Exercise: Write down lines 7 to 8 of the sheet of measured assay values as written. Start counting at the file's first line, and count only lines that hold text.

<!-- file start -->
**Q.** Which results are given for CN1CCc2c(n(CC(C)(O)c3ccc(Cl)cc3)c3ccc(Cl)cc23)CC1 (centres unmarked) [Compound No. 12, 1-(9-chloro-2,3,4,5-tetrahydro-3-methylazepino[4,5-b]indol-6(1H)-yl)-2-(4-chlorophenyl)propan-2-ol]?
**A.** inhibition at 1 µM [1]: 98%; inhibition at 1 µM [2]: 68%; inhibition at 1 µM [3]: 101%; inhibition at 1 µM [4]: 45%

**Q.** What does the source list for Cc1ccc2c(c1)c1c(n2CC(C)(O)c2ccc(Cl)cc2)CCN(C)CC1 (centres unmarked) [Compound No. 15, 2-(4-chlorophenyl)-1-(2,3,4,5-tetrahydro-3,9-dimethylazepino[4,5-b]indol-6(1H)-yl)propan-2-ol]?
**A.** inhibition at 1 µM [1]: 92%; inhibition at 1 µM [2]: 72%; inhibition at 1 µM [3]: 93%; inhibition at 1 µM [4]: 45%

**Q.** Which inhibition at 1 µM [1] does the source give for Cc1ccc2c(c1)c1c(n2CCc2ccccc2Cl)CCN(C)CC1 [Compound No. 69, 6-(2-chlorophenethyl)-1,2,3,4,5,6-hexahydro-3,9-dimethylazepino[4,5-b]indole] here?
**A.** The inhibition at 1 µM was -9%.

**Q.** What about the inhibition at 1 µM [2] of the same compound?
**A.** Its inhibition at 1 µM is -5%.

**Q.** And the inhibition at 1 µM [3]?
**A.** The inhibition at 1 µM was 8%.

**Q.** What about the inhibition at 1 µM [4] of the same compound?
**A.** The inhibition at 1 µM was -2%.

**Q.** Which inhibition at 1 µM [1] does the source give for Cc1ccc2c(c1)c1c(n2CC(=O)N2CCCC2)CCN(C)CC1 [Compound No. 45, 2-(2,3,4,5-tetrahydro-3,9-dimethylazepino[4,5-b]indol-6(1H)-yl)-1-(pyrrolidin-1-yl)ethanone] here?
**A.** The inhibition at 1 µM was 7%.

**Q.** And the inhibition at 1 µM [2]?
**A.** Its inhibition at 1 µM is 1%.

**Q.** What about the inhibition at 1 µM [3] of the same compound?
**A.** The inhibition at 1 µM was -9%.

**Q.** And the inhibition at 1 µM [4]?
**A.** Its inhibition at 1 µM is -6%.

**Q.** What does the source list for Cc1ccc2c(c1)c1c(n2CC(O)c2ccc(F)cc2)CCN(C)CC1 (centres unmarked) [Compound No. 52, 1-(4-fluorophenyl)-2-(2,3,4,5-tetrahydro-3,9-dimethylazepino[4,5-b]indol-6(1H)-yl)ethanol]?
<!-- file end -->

**Q.** What about the inhibition at 1 µM [2] of the same compound?
**A.** Its inhibition at 1 µM is -5%.